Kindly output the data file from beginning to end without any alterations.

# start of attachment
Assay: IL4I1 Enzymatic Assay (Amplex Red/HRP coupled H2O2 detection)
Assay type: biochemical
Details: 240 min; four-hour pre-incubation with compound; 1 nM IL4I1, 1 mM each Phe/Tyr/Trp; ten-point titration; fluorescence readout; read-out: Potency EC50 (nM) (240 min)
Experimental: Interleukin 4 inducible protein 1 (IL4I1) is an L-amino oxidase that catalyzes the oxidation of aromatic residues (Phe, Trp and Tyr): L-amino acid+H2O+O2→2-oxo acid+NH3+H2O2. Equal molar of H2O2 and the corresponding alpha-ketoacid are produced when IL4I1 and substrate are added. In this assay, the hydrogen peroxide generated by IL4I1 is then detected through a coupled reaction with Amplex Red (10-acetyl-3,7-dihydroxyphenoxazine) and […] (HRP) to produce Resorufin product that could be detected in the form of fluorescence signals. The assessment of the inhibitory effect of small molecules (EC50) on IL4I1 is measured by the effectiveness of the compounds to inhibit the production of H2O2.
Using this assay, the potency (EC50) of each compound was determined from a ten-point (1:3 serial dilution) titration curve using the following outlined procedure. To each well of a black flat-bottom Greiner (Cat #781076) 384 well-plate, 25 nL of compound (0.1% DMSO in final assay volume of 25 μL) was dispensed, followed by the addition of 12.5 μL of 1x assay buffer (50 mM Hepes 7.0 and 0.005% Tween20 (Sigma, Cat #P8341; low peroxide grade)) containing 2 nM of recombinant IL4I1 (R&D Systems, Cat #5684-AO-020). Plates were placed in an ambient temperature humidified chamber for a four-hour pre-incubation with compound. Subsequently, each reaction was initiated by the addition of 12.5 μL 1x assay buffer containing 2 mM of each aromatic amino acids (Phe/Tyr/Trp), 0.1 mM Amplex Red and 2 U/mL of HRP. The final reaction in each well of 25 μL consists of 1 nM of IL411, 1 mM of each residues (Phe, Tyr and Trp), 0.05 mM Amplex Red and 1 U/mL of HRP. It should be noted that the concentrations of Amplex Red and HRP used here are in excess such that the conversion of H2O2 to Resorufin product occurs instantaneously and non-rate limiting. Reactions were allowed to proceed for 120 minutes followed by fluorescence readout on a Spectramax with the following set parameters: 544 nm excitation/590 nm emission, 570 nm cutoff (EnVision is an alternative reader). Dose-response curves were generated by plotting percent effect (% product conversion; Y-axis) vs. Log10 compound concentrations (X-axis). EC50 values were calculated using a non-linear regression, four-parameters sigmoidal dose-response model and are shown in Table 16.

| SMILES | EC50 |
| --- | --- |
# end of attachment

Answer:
Assay: IL4I1 Enzymatic Assay (Amplex Red/HRP coupled H2O2 detection)
Assay type: biochemical
Details: 240 min; four-hour pre-incubation with compound; 1 nM IL4I1, 1 mM each Phe/Tyr/Trp; ten-point titration; fluorescence readout; read-out: Potency EC50 (nM) (240 min)
Experimental: Interleukin 4 inducible protein 1 (IL4I1) is an L-amino oxidase that catalyzes the oxidation of aromatic residues (Phe, Trp and Tyr): L-amino acid+H2O+O2→2-oxo acid+NH3+H2O2. Equal molar of H2O2 and the corresponding alpha-ketoacid are produced when IL4I1 and substrate are added. In this assay, the hydrogen peroxide generated by IL4I1 is then detected through a coupled reaction with Amplex Red (10-acetyl-3,7-dihydroxyphenoxazine) and […] (HRP) to produce Resorufin product that could be detected in the form of fluorescence signals. The assessment of the inhibitory effect of small molecules (EC50) on IL4I1 is measured by the effectiveness of the compounds to inhibit the production of H2O2.
Using this assay, the potency (EC50) of each compound was determined from a ten-point (1:3 serial dilution) titration curve using the following outlined procedure. To each well of a black flat-bottom Greiner (Cat #781076) 384 well-plate, 25 nL of compound (0.1% DMSO in final assay volume of 25 μL) was dispensed, followed by the addition of 12.5 μL of 1x assay buffer (50 mM Hepes 7.0 and 0.005% Tween20 (Sigma, Cat #P8341; low peroxide grade)) containing 2 nM of recombinant IL4I1 (R&D Systems, Cat #5684-AO-020). Plates were placed in an ambient temperature humidified chamber for a four-hour pre-incubation with compound. Subsequently, each reaction was initiated by the addition of 12.5 μL 1x assay buffer containing 2 mM of each aromatic amino acids (Phe/Tyr/Trp), 0.1 mM Amplex Red and 2 U/mL of HRP. The final reaction in each well of 25 μL consists of 1 nM of IL411, 1 mM of each residues (Phe, Tyr and Trp), 0.05 mM Amplex Red and 1 U/mL of HRP. It should be noted that the concentrations of Amplex Red and HRP used here are in excess such that the conversion of H2O2 to Resorufin product occurs instantaneously and non-rate limiting. Reactions were allowed to proceed for 120 minutes followed by fluorescence readout on a Spectramax with the following set parameters: 544 nm excitation/590 nm emission, 570 nm cutoff (EnVision is an alternative reader). Dose-response curves were generated by plotting percent effect (% product conversion; Y-axis) vs. Log10 compound concentrations (X-axis). EC50 values were calculated using a non-linear regression, four-parameters sigmoidal dose-response model and are shown in Table 16.

| SMILES | EC50 |
| --- | --- |